“To open their eyes, so that they may turn from darkness to light and from the power of Satan to God, that they may receive forgiveness of sins and a place among those who are sanctified by faith in me.” Acts 26:18 (ESV)

Great politicians and well mannered, politically informed masses still go to hell without Jesus. While addressing the temporary we must never forget the eternal.

5. Check your passions (26:24-32).

It’s one of the most compelling scenes in the New Testament. King Agrippa seems to be responding favorably to Paul’s message. He even asks Paul if he is trying to persuade him to become a Christian (28).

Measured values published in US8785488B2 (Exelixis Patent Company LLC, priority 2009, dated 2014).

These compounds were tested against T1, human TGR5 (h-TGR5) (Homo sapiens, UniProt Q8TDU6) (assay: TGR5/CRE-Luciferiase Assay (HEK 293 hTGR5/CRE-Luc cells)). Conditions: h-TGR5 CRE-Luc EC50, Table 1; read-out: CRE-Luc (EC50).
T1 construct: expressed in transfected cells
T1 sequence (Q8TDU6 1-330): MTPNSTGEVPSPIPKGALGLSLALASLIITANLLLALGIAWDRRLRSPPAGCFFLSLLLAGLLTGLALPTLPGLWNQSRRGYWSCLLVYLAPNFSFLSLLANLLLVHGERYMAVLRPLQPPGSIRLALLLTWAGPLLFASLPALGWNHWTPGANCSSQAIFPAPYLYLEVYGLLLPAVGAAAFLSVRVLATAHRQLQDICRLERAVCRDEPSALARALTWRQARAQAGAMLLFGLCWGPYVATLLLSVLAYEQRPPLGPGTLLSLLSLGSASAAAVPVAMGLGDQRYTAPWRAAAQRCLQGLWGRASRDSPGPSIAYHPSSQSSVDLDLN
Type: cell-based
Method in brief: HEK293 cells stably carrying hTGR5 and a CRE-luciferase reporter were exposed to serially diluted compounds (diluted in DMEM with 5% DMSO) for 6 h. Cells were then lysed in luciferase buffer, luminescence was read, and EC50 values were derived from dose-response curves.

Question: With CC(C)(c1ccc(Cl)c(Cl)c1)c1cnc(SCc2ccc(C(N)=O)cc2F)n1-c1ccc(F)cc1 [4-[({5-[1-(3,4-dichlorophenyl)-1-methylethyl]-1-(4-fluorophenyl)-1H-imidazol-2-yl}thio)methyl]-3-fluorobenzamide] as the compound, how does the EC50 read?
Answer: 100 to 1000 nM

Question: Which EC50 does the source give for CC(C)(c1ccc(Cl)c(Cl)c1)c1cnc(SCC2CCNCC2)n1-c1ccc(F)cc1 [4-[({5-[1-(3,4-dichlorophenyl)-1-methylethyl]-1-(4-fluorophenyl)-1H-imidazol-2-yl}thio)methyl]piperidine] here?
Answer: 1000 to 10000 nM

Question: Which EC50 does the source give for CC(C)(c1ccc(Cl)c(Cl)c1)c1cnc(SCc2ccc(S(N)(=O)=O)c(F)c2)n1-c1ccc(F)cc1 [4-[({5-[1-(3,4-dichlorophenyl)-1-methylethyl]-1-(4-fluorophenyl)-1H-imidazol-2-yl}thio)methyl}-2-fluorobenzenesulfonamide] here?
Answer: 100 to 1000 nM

Paul’s response is a memorable one.

And Paul said, “Whether short or long, I would to God that not only you but also all who hear me this day might become such as I am – except for these chains.” Acts 26:29 (ESV)

When Paul looked across the room at King Agrippa, he didn’t see an enemy who deserved eternal punishment. He saw a human being, blinded by Satan from grasping the beauty of the gospel, who deserved eternal punishment. And Paul wanted desperately to see the king’s eyes opened. Just like his were years before.

Our heart must beat the same as Paul’s. How can we expect anything to change in the heart’s of those who oppose our Lord if we don’t love them enough to want to see them enjoying the same hope that we have?

The world really is a dark place. But sometimes darkness is the best place for light to shine.

When we understand that we just might begin to see opposition to the gospel as an opportunity for it to spread.